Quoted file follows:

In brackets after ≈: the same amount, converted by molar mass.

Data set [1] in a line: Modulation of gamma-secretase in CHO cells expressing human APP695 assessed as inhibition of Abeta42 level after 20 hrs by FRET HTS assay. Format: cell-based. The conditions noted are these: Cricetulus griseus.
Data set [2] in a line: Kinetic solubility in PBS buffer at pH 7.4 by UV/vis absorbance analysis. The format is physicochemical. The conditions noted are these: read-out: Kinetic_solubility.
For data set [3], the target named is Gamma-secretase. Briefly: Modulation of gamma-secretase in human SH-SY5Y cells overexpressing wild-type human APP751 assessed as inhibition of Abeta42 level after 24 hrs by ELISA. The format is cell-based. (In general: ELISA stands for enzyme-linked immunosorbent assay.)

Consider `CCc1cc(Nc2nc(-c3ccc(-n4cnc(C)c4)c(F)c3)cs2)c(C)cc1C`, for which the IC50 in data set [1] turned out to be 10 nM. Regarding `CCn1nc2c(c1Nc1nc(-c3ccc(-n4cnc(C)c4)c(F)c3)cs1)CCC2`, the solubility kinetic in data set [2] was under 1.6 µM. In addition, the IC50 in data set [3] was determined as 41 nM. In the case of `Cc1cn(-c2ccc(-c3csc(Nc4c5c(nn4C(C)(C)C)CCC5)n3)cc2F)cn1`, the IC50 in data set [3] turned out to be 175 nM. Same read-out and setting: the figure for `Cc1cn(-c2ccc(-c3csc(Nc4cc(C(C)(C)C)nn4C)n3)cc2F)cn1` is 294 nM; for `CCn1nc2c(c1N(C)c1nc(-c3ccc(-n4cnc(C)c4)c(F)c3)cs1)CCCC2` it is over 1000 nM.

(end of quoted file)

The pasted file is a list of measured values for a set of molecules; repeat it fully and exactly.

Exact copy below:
In brackets after ≈: the same amount, converted by molar mass.

Data set [1] in a line: Modulation of gamma-secretase in CHO cells expressing human APP695 assessed as inhibition of Abeta42 level after 20 hrs by FRET HTS assay. Format: cell-based. The conditions noted are these: Cricetulus griseus.
Data set [2] in a line: Kinetic solubility in PBS buffer at pH 7.4 by UV/vis absorbance analysis. The format is physicochemical. The conditions noted are these: read-out: Kinetic_solubility.
For data set [3], the target named is Gamma-secretase. Briefly: Modulation of gamma-secretase in human SH-SY5Y cells overexpressing wild-type human APP751 assessed as inhibition of Abeta42 level after 24 hrs by ELISA. The format is cell-based. (In general: ELISA stands for enzyme-linked immunosorbent assay.)

Consider `CCc1cc(Nc2nc(-c3ccc(-n4cnc(C)c4)c(F)c3)cs2)c(C)cc1C`, for which the IC50 in data set [1] turned out to be 10 nM. Regarding `CCn1nc2c(c1Nc1nc(-c3ccc(-n4cnc(C)c4)c(F)c3)cs1)CCC2`, the solubility kinetic in data set [2] was under 1.6 µM. In addition, the IC50 in data set [3] was determined as 41 nM. In the case of `Cc1cn(-c2ccc(-c3csc(Nc4c5c(nn4C(C)(C)C)CCC5)n3)cc2F)cn1`, the IC50 in data set [3] turned out to be 175 nM. Same read-out and setting: the figure for `Cc1cn(-c2ccc(-c3csc(Nc4cc(C(C)(C)C)nn4C)n3)cc2F)cn1` is 294 nM; for `CCn1nc2c(c1N(C)c1nc(-c3ccc(-n4cnc(C)c4)c(F)c3)cs1)CCCC2` it is over 1000 nM.